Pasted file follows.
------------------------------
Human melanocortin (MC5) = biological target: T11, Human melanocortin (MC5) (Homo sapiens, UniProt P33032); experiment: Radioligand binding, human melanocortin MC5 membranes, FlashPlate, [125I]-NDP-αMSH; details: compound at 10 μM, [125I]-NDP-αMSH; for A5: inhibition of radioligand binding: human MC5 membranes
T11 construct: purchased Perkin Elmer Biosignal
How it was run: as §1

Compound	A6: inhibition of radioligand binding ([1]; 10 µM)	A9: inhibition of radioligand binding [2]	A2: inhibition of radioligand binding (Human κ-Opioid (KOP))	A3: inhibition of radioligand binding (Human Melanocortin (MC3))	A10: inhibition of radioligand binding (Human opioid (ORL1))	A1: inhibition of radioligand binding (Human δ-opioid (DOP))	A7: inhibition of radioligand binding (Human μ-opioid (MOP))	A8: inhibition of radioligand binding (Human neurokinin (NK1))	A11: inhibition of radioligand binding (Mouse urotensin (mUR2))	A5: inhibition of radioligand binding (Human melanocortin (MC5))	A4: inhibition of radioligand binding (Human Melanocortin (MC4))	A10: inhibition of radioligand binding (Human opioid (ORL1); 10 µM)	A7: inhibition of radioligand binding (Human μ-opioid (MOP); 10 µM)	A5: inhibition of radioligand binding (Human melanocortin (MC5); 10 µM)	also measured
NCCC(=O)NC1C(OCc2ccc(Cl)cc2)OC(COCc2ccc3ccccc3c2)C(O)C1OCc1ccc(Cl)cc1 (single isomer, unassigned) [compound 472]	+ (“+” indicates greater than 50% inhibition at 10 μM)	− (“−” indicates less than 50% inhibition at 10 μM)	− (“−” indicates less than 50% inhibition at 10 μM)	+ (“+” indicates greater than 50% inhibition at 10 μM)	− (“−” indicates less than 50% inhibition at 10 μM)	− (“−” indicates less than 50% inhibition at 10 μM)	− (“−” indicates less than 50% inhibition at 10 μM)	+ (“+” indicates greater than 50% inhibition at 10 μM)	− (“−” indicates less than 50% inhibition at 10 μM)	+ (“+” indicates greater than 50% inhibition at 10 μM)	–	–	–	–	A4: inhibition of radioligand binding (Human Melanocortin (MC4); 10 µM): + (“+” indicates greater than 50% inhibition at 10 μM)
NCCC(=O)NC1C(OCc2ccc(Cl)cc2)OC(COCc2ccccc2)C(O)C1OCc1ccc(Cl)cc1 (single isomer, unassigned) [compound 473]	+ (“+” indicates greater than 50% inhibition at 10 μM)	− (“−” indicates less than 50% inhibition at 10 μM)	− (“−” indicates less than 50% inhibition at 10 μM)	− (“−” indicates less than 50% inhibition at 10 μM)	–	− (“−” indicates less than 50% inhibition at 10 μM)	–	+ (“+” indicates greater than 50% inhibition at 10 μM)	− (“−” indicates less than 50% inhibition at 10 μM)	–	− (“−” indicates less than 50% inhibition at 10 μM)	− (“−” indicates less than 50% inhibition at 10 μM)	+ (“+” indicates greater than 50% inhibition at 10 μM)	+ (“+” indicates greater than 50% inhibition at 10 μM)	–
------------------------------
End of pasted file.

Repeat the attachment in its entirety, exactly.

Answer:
Human melanocortin (MC5) = biological target: T11, Human melanocortin (MC5) (Homo sapiens, UniProt P33032); experiment: Radioligand binding, human melanocortin MC5 membranes, FlashPlate, [125I]-NDP-αMSH; details: compound at 10 μM, [125I]-NDP-αMSH; for A5: inhibition of radioligand binding: human MC5 membranes
T11 construct: purchased Perkin Elmer Biosignal
How it was run: as §1

Compound	A6: inhibition of radioligand binding ([1]; 10 µM)	A9: inhibition of radioligand binding [2]	A2: inhibition of radioligand binding (Human κ-Opioid (KOP))	A3: inhibition of radioligand binding (Human Melanocortin (MC3))	A10: inhibition of radioligand binding (Human opioid (ORL1))	A1: inhibition of radioligand binding (Human δ-opioid (DOP))	A7: inhibition of radioligand binding (Human μ-opioid (MOP))	A8: inhibition of radioligand binding (Human neurokinin (NK1))	A11: inhibition of radioligand binding (Mouse urotensin (mUR2))	A5: inhibition of radioligand binding (Human melanocortin (MC5))	A4: inhibition of radioligand binding (Human Melanocortin (MC4))	A10: inhibition of radioligand binding (Human opioid (ORL1); 10 µM)	A7: inhibition of radioligand binding (Human μ-opioid (MOP); 10 µM)	A5: inhibition of radioligand binding (Human melanocortin (MC5); 10 µM)	also measured
NCCC(=O)NC1C(OCc2ccc(Cl)cc2)OC(COCc2ccc3ccccc3c2)C(O)C1OCc1ccc(Cl)cc1 (single isomer, unassigned) [compound 472]	+ (“+” indicates greater than 50% inhibition at 10 μM)	− (“−” indicates less than 50% inhibition at 10 μM)	− (“−” indicates less than 50% inhibition at 10 μM)	+ (“+” indicates greater than 50% inhibition at 10 μM)	− (“−” indicates less than 50% inhibition at 10 μM)	− (“−” indicates less than 50% inhibition at 10 μM)	− (“−” indicates less than 50% inhibition at 10 μM)	+ (“+” indicates greater than 50% inhibition at 10 μM)	− (“−” indicates less than 50% inhibition at 10 μM)	+ (“+” indicates greater than 50% inhibition at 10 μM)	–	–	–	–	A4: inhibition of radioligand binding (Human Melanocortin (MC4); 10 µM): + (“+” indicates greater than 50% inhibition at 10 μM)
NCCC(=O)NC1C(OCc2ccc(Cl)cc2)OC(COCc2ccccc2)C(O)C1OCc1ccc(Cl)cc1 (single isomer, unassigned) [compound 473]	+ (“+” indicates greater than 50% inhibition at 10 μM)	− (“−” indicates less than 50% inhibition at 10 μM)	− (“−” indicates less than 50% inhibition at 10 μM)	− (“−” indicates less than 50% inhibition at 10 μM)	–	− (“−” indicates less than 50% inhibition at 10 μM)	–	+ (“+” indicates greater than 50% inhibition at 10 μM)	− (“−” indicates less than 50% inhibition at 10 μM)	–	− (“−” indicates less than 50% inhibition at 10 μM)	− (“−” indicates less than 50% inhibition at 10 μM)	+ (“+” indicates greater than 50% inhibition at 10 μM)	+ (“+” indicates greater than 50% inhibition at 10 μM)	–